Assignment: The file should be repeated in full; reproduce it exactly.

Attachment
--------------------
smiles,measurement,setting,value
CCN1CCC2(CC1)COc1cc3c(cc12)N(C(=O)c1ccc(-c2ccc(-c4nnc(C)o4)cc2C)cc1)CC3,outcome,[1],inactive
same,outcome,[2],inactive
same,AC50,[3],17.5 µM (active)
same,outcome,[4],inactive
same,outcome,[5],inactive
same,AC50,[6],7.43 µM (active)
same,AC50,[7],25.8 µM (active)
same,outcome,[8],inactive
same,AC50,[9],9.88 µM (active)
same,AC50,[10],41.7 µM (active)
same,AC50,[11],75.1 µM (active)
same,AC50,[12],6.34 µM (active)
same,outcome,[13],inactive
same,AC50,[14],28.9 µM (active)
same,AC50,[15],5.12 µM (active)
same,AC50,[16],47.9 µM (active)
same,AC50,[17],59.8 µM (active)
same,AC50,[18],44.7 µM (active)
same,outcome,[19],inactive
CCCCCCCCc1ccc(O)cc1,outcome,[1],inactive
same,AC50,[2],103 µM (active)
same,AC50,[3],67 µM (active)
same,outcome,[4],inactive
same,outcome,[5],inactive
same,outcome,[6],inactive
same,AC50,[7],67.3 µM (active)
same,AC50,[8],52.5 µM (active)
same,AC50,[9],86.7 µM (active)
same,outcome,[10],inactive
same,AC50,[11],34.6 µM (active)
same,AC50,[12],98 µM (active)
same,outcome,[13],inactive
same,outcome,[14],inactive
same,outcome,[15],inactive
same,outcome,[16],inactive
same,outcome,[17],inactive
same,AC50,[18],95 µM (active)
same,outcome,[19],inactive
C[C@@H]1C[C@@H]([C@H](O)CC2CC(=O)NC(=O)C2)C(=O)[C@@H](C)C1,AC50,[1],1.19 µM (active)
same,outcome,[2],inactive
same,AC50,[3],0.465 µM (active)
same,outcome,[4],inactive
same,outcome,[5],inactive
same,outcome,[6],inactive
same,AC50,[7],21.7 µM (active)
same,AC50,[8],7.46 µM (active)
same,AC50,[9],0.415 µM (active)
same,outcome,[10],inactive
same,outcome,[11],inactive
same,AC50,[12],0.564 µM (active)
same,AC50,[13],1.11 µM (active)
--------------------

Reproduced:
smiles,measurement,setting,value
CCN1CCC2(CC1)COc1cc3c(cc12)N(C(=O)c1ccc(-c2ccc(-c4nnc(C)o4)cc2C)cc1)CC3,outcome,[1],inactive
same,outcome,[2],inactive
same,AC50,[3],17.5 µM (active)
same,outcome,[4],inactive
same,outcome,[5],inactive
same,AC50,[6],7.43 µM (active)
same,AC50,[7],25.8 µM (active)
same,outcome,[8],inactive
same,AC50,[9],9.88 µM (active)
same,AC50,[10],41.7 µM (active)
same,AC50,[11],75.1 µM (active)
same,AC50,[12],6.34 µM (active)
same,outcome,[13],inactive
same,AC50,[14],28.9 µM (active)
same,AC50,[15],5.12 µM (active)
same,AC50,[16],47.9 µM (active)
same,AC50,[17],59.8 µM (active)
same,AC50,[18],44.7 µM (active)
same,outcome,[19],inactive
CCCCCCCCc1ccc(O)cc1,outcome,[1],inactive
same,AC50,[2],103 µM (active)
same,AC50,[3],67 µM (active)
same,outcome,[4],inactive
same,outcome,[5],inactive
same,outcome,[6],inactive
same,AC50,[7],67.3 µM (active)
same,AC50,[8],52.5 µM (active)
same,AC50,[9],86.7 µM (active)
same,outcome,[10],inactive
same,AC50,[11],34.6 µM (active)
same,AC50,[12],98 µM (active)
same,outcome,[13],inactive
same,outcome,[14],inactive
same,outcome,[15],inactive
same,outcome,[16],inactive
same,outcome,[17],inactive
same,AC50,[18],95 µM (active)
same,outcome,[19],inactive
C[C@@H]1C[C@@H]([C@H](O)CC2CC(=O)NC(=O)C2)C(=O)[C@@H](C)C1,AC50,[1],1.19 µM (active)
same,outcome,[2],inactive
same,AC50,[3],0.465 µM (active)
same,outcome,[4],inactive
same,outcome,[5],inactive
same,outcome,[6],inactive
same,AC50,[7],21.7 µM (active)
same,AC50,[8],7.46 µM (active)
same,AC50,[9],0.415 µM (active)
same,outcome,[10],inactive
same,outcome,[11],inactive
same,AC50,[12],0.564 µM (active)
same,AC50,[13],1.11 µM (active)